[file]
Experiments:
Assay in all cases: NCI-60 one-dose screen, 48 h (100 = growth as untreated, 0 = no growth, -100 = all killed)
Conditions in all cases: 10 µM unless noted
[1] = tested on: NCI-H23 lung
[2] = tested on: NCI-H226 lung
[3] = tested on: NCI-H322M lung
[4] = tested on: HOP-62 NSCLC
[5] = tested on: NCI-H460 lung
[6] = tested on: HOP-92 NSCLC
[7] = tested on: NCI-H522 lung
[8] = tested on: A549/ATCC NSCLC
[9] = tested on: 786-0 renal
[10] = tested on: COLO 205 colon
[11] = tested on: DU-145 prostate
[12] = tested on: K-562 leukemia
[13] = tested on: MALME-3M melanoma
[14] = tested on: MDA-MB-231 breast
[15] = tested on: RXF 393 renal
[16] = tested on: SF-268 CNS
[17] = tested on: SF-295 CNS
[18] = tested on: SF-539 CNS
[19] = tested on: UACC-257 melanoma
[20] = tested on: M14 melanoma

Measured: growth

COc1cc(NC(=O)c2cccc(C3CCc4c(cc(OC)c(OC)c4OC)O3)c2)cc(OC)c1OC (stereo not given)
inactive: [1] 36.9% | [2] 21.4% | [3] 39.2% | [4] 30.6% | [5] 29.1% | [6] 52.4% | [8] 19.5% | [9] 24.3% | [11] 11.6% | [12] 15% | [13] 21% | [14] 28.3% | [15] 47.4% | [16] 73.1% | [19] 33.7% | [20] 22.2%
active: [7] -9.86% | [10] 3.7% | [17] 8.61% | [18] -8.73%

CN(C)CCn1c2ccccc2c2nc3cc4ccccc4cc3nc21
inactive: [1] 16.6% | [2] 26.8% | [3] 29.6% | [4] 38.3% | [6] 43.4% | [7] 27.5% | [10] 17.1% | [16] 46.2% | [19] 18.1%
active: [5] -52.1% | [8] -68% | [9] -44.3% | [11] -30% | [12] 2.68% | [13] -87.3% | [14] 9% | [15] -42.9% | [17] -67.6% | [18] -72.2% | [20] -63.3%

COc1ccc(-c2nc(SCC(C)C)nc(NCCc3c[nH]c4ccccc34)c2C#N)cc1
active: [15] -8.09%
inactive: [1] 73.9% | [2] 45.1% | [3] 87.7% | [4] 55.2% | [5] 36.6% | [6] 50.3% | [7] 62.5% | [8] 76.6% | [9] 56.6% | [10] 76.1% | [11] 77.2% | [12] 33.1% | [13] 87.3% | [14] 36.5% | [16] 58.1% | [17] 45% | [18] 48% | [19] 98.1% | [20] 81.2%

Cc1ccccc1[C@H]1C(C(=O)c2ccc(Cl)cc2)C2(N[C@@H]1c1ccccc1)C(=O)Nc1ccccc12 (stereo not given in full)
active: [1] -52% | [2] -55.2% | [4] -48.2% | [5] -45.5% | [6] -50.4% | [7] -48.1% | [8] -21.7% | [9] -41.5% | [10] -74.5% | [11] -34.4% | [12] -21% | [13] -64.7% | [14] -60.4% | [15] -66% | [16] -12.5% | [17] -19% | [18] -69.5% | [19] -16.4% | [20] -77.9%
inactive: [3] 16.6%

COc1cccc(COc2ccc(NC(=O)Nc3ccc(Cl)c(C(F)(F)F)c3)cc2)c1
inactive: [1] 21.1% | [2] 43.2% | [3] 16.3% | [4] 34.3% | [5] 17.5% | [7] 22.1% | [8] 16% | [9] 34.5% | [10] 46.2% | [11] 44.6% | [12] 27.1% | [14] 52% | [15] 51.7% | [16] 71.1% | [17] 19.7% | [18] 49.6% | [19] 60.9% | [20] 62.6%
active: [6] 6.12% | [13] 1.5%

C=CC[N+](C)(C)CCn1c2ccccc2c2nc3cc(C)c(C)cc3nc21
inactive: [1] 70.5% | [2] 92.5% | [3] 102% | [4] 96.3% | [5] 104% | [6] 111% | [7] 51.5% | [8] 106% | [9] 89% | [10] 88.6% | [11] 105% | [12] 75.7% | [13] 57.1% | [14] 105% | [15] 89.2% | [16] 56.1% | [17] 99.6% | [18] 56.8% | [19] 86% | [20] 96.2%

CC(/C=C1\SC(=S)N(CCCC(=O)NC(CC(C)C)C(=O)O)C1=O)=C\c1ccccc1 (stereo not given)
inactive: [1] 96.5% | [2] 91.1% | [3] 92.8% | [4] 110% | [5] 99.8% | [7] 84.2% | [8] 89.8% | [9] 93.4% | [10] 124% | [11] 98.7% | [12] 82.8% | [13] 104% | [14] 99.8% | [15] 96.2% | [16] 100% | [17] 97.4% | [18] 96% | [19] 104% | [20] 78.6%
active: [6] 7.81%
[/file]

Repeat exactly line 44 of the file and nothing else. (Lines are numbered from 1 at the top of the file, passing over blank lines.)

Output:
active: [6] 7.81%